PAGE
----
New wage model means more pay for landscape workers

New wage model means more pay for landscape workers

Some 3,000 landscape maintenance workers will be able to earn at least $1,300 a month from June 30, up from about $1,100 on average now, with the roll-out of a new wage system in the industry.

These workers can also look forward to skills training and better career progression under the system, which is called the progressive wage model and similar to the one started in 2014 for cleaners.

Under the model, landscaping firms registered with the National Parks' Board Landscape Company Register have to send at least half of their staff for compulsory training courses by June 30.

By June next year, all the staff in a company must have completed training, or it cannot bid for government landscape service tenders, the National Trades Union Congress said in a statement yesterday.

Nine in 10 of the 270 landscaping firms here are in the register.

The wage model applies to Singaporeans and permanent residents, and will see workers paid according to a tiered scheme. Workers will get a pay rise after they go for training in areas such as improving soil quality or identifying plant growth, and are promoted by their employers.

Minister of State for Manpower Sam Tan said employers can adopt a structured and targeted approach to provide more training and raise the skills of their workers, enabling them to operate more complex machinery, and thus raising their productivity.

"All these will result in a raised salary for the workers," he said yesterday, during a visit to the National University of Singapore.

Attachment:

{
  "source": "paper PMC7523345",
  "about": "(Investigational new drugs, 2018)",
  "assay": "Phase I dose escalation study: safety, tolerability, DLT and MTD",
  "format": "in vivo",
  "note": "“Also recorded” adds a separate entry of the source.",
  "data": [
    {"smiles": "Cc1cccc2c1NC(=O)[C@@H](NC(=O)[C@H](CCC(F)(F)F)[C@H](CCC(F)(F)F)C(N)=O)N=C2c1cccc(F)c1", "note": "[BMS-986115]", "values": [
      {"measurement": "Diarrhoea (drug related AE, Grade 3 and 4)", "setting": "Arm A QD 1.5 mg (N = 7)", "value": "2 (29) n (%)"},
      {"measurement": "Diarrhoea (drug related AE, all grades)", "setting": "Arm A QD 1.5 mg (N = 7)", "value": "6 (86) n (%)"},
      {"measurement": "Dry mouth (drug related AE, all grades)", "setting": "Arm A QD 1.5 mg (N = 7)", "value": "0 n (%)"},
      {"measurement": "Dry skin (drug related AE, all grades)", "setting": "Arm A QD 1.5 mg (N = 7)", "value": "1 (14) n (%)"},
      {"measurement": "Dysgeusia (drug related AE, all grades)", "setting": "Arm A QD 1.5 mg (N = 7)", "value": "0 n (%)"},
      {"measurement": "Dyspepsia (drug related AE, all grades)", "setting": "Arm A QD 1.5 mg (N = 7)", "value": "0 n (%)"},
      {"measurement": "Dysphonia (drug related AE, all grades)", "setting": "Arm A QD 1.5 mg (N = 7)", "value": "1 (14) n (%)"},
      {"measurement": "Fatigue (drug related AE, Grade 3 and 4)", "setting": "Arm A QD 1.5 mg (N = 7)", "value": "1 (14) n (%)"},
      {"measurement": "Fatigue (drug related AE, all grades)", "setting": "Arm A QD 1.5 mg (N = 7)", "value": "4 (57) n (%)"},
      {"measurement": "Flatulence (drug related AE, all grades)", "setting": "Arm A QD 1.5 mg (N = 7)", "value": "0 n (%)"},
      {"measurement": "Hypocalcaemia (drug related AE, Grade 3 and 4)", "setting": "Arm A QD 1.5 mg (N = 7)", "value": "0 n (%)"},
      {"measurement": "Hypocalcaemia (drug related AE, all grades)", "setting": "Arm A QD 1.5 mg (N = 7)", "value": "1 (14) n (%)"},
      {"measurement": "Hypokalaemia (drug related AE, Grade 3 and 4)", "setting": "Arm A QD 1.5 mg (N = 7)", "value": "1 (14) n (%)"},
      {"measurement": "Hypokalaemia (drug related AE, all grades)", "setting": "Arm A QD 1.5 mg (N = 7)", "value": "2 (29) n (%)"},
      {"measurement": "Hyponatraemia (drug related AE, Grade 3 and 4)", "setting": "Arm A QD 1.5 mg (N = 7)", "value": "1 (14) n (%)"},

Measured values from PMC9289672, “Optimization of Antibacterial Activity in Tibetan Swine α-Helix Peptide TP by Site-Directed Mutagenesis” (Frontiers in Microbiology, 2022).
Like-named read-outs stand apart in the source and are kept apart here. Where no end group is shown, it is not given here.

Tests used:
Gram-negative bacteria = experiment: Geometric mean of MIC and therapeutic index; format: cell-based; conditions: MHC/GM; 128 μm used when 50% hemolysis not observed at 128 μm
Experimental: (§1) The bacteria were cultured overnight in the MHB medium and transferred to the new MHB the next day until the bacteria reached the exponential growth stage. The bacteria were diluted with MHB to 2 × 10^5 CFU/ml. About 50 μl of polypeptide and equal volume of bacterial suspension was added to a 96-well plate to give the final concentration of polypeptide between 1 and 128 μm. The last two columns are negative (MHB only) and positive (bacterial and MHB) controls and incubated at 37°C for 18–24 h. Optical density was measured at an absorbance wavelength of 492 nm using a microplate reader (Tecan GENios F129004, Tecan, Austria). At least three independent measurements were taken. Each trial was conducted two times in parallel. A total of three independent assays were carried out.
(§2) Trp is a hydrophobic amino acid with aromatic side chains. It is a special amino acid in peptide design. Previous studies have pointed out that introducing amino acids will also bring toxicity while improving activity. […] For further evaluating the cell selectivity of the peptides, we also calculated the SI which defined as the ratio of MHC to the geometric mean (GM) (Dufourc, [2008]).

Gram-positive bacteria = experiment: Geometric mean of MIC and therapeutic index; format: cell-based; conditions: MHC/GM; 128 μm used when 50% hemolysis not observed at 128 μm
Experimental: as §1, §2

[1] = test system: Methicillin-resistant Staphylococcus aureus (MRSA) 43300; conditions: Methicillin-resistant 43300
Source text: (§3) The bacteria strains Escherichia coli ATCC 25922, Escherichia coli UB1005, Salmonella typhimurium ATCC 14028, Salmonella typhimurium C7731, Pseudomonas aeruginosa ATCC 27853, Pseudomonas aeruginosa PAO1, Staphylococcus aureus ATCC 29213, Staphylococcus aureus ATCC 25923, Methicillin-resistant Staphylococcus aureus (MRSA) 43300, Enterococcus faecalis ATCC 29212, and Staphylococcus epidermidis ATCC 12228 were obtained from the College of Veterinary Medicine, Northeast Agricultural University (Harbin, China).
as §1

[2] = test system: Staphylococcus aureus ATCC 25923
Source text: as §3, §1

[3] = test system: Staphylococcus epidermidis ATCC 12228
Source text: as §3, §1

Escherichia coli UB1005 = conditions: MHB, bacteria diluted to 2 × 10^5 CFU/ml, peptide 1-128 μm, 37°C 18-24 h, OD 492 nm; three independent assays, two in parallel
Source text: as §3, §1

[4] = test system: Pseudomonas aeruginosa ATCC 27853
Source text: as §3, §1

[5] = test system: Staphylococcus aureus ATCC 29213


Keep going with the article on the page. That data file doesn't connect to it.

He said the wage model is part of the nation's productivity drive, and the Government would give grants to defray costs. Landscaping companies pay $30 to $150 per worker for a three-day training module, after a 90 per cent government subsidy.

Implementing the wage model has helped Swee Bee Contractor to raise the skills of its workers, said its director Ivan Heng.

"This has improved the productivity of our company as the workers are better equipped to handle new technology," said Mr Heng, who has already sent 27 workers - half of his staff - for the training.

As of January, over 1,300 workers from 151 landscape companies have signed up for the training courses.

The wage model will also be implemented in the security industry, starting in September this year.

This article was first published on March 4, 2016.
Get a copy of The Straits Times or go to for more stories.

This website is best viewed using the latest versions of web browsers.